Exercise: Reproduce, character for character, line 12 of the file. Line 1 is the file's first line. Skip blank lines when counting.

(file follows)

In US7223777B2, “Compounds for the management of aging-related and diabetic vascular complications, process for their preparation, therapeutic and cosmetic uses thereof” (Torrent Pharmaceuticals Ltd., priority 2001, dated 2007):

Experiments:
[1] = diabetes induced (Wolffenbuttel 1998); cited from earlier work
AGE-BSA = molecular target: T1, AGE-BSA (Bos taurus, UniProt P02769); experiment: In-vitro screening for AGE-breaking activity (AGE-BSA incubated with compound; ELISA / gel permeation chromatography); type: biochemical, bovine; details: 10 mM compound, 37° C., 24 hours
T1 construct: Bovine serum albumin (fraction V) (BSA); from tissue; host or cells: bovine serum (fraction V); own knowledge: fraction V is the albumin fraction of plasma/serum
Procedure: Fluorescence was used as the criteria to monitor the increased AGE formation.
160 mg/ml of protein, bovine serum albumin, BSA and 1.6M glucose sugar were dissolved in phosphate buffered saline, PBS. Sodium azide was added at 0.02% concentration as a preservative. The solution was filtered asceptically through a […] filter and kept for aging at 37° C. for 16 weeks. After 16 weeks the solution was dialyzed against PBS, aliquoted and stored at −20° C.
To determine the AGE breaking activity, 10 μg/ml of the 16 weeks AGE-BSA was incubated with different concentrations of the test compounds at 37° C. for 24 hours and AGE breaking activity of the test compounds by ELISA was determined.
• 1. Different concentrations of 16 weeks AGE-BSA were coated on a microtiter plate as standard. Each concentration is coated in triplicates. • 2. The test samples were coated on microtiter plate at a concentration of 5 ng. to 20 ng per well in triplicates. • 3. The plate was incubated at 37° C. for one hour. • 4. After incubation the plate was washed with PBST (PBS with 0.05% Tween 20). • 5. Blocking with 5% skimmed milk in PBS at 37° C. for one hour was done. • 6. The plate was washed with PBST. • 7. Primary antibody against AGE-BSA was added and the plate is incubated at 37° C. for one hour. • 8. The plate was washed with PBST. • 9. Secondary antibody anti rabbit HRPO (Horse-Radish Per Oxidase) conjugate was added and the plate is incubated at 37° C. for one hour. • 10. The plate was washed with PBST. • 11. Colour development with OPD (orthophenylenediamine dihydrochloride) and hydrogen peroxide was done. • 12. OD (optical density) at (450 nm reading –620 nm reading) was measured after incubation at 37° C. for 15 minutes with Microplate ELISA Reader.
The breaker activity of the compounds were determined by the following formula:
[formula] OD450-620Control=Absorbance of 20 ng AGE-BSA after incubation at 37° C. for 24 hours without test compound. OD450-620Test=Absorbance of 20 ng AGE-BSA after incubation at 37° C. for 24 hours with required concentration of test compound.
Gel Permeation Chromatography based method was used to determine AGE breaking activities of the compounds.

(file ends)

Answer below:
Gel Permeation Chromatography based method was used to determine AGE breaking activities of the compounds.